Although full trust solutions cannot be used in SharePoint Online, they are still a viable mechanism for deploying new functionality within an on-premises or cloud-hosted SharePoint farm, such as that found in Microsoft Azure. Before a solution package can be deployed in a SharePoint farm, it has to be submitted to the Solution Store in the configuration database by way of the Add-SPSolution cmdlet.
Adding and installing solutions
The process of deploying a farm solution is fairly straightforward:
Add the farm solution Before the solution can be deployed, it has to be added to the farm by using the Add-SPSolution cmdlet (there is no provision for adding a farm solution via Central Administration).
Deploy the farm solution Once the solution has been added, it can be deployed:
Via PowerShell by using the Install-SPSolution cmdlet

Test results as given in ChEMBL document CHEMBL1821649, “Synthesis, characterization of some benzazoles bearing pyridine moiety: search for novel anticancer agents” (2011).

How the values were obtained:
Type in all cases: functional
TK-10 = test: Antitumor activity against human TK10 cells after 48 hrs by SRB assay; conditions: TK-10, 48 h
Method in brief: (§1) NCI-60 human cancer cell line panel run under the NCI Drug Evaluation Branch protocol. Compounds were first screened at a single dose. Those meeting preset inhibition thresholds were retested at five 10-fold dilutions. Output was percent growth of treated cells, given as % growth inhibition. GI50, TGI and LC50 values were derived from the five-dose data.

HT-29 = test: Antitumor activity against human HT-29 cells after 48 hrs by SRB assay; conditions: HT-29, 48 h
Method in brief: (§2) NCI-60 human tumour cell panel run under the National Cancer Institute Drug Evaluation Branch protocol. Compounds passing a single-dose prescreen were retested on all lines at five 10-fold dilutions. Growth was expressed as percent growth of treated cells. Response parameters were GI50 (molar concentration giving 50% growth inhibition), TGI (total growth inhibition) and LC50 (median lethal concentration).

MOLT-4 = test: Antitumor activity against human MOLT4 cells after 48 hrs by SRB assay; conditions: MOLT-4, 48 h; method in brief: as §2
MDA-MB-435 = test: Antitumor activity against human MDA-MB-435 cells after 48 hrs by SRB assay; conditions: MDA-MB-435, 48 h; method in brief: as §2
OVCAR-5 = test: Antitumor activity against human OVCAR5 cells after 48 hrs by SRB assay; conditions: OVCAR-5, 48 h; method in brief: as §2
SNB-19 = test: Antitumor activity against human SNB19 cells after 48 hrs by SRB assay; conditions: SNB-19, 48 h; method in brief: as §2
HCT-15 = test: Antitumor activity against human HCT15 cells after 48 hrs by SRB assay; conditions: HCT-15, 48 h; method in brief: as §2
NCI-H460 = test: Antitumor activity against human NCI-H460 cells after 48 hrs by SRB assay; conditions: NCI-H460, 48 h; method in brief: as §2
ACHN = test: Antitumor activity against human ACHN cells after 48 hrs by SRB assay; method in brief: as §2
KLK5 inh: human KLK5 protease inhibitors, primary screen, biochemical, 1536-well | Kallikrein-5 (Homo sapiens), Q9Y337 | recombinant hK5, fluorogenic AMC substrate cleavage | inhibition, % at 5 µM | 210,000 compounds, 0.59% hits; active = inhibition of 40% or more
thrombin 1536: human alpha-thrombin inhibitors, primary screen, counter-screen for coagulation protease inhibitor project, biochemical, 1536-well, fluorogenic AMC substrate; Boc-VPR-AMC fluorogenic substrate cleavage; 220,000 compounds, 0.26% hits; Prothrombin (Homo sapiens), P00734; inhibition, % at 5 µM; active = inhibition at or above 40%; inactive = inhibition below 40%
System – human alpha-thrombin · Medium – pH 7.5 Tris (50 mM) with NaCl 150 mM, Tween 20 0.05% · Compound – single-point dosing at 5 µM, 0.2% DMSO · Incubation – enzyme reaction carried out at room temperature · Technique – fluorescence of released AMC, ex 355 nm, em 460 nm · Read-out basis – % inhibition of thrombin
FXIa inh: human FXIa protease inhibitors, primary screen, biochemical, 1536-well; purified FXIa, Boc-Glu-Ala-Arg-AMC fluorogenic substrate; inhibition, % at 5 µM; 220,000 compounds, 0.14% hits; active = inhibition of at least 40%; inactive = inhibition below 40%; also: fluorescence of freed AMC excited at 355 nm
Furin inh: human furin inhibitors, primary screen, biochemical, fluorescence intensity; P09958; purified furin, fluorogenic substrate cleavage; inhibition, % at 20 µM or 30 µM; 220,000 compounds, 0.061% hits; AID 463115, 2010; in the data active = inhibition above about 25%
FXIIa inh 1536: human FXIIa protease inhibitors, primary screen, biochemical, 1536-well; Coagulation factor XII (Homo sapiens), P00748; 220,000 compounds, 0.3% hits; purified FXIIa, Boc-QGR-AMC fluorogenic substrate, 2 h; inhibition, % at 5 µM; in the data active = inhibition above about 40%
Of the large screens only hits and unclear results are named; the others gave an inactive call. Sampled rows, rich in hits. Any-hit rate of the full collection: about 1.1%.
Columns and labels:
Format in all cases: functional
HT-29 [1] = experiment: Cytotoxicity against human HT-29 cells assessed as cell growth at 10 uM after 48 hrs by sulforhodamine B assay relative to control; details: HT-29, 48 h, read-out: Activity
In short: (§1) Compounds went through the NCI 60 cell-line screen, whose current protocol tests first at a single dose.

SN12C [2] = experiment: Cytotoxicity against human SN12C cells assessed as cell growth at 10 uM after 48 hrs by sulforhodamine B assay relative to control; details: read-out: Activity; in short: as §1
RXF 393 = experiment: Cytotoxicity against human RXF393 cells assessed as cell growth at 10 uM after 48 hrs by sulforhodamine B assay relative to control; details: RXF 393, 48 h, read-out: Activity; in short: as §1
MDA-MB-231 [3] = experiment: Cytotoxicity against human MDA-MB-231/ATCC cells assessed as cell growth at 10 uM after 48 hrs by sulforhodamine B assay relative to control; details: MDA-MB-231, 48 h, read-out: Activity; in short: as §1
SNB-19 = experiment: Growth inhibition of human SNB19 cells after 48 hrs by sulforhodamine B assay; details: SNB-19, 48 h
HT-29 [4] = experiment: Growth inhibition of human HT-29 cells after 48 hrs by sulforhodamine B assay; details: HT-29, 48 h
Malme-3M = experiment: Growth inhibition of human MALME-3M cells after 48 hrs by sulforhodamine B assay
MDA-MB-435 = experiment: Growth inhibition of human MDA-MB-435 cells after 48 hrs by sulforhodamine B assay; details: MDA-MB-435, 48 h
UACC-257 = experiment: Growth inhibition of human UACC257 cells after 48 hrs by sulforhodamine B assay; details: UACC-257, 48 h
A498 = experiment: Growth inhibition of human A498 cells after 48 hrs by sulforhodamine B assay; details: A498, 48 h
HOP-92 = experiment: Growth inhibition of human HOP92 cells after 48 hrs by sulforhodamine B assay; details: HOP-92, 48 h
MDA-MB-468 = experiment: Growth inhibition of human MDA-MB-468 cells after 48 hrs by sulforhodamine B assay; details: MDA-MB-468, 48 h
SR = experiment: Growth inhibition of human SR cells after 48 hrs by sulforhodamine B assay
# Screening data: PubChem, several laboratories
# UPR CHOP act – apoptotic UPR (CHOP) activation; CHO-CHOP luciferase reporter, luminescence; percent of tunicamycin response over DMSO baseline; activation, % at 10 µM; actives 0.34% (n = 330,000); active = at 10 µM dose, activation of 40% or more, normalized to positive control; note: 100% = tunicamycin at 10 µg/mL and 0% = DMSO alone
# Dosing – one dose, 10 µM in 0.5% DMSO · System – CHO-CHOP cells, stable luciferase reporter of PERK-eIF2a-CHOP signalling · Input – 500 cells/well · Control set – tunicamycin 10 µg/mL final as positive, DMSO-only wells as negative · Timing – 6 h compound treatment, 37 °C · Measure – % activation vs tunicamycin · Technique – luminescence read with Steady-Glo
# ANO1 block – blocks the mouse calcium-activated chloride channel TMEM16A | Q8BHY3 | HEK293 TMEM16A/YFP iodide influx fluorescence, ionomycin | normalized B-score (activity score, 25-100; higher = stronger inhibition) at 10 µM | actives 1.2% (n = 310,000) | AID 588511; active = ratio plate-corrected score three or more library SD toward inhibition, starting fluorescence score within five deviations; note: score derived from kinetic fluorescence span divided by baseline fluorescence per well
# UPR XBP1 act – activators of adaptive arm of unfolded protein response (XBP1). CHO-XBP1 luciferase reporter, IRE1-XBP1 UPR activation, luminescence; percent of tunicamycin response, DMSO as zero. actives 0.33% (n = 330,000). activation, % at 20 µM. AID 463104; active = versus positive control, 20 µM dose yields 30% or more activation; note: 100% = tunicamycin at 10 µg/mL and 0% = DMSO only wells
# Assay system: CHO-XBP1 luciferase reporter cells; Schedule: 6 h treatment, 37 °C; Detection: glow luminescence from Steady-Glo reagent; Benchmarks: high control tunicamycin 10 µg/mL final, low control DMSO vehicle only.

Via Farm Management, Manage Farm Solutions in Central Administration
As you are busily creating a new SharePoint 2016 environment, you might actually be ahead of the development curve. The full trust solutions you’ve maintained until now might be built for SharePoint 2013 (or even SharePoint 2010).
Fortunately, SharePoint has mechanisms in place that allow you to continue using older solutions, in the form of the -CompatibilityLevel switch, used with the Install-SPSolution cmdlet. On a SharePoint 2016 farm server, three folders exist at C:\Program Files\Common Files\Microsoft shared\Web Server Extensions (Figure 4-21), representing three different modes: